Another day, another career crashed or reputation stained.
In less than seven weeks, a cascade of 30 men prominent in their field — from entertainment to politics to journalism to business — have been accused of unacceptable sexual behavior. The gamut runs from inappropriate texting or touching to rape. It includes heterosexual and same-sex behavior.
The national conversation is welcomed by many who believe it is overdue.
But each new revelation tends to push previous ones to the sidelines, with exceptions such as Alabama candidate for U.S. Senate Roy Moore.
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Remember Mark Halperin? It’s only been since Oct. 26 that the NBC News and MSNBC contributor was accused of the sexual harassment of at least five women. He lost his job and issued a public statement: “I am profoundly sorry for the pain and anguish I have caused by my past actions. I apologize sincerely to the women I mistreated.”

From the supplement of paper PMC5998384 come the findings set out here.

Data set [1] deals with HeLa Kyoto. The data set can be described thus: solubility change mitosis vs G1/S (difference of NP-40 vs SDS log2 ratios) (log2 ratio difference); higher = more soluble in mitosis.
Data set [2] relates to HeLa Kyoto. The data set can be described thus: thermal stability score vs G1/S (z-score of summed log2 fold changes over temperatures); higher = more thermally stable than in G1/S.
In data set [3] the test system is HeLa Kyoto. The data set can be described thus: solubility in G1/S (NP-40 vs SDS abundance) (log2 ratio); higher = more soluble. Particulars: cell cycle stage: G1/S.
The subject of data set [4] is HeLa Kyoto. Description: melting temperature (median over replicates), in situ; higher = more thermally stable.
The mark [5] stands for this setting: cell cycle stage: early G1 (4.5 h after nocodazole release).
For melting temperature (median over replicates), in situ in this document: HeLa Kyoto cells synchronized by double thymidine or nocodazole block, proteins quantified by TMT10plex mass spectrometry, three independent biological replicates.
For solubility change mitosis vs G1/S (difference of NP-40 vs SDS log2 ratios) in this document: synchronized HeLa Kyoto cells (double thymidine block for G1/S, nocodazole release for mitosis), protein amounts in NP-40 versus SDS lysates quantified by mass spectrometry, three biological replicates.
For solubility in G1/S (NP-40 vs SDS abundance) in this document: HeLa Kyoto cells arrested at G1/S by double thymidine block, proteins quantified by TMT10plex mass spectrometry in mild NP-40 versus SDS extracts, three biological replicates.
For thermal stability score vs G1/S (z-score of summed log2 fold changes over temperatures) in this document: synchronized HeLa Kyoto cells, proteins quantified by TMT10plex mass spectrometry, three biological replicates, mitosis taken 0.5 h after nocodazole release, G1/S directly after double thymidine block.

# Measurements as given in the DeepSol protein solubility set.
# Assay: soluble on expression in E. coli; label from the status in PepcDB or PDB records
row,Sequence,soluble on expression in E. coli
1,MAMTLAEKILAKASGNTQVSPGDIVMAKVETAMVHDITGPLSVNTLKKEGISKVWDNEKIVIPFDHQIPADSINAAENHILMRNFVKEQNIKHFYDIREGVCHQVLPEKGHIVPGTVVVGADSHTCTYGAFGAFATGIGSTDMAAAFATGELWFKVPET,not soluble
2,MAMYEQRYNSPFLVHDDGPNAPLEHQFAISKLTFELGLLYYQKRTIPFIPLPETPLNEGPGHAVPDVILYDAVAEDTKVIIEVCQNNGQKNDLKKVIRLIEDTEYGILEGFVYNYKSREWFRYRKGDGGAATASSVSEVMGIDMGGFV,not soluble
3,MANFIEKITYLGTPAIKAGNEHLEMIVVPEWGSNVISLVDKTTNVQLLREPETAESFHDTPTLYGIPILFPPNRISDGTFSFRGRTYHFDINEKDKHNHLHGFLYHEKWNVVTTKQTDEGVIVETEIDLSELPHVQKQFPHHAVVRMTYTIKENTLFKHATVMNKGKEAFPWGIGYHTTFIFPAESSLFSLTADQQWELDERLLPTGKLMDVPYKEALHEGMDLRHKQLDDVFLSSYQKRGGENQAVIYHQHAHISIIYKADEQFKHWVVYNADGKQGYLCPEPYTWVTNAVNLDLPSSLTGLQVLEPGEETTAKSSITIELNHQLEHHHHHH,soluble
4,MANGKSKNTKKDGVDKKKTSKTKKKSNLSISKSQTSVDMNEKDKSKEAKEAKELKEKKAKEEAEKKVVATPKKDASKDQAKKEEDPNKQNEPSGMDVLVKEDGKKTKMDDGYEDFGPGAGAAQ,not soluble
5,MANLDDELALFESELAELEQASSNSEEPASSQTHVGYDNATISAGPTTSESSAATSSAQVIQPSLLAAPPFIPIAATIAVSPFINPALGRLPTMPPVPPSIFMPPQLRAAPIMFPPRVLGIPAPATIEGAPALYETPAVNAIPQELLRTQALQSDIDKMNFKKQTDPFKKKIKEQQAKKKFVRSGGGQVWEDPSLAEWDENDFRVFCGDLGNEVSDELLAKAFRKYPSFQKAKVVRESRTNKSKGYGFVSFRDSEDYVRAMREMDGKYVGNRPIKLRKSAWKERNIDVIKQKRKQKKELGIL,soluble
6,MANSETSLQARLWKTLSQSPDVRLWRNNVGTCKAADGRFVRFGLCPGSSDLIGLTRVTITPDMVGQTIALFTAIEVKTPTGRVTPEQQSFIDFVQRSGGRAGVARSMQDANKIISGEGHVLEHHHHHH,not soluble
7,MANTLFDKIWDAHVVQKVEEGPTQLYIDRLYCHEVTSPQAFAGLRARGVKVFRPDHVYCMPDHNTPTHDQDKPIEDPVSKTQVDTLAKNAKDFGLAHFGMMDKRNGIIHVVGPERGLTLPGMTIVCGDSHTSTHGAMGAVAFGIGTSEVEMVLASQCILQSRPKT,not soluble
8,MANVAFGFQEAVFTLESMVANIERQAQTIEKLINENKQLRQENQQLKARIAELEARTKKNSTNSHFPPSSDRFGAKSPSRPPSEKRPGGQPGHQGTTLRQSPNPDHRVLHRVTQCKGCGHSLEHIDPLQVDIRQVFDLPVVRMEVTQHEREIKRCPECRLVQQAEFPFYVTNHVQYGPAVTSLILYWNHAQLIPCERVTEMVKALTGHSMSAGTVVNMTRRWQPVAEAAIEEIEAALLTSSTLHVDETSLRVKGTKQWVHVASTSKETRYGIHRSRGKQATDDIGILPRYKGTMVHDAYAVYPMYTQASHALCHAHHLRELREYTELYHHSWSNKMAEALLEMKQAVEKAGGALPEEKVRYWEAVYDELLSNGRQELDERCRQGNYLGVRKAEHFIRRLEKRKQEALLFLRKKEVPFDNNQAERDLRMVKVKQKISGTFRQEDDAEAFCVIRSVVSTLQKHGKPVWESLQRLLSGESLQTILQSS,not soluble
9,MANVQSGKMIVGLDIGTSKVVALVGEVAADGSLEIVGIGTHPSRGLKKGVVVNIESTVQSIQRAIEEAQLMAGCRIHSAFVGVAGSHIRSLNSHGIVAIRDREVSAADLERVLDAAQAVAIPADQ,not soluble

To help keep track, The New York Times has compiled a running list of prominent men called out for their behavior:
The fury is retroactive, reopening old accusations against former President Bill Clinton.
But a list has to start somewhere. The Times chose Oct. 5, the day the paper published its report on Hollywood producer Harvey Weinstein. The newspaper said it intends to keep the list updated.
And closer to home, Kansas legislative interns have faced sexual advances and lewd comments from lawmakers of both political parties, but their harassment remained largely hidden until recent revelations.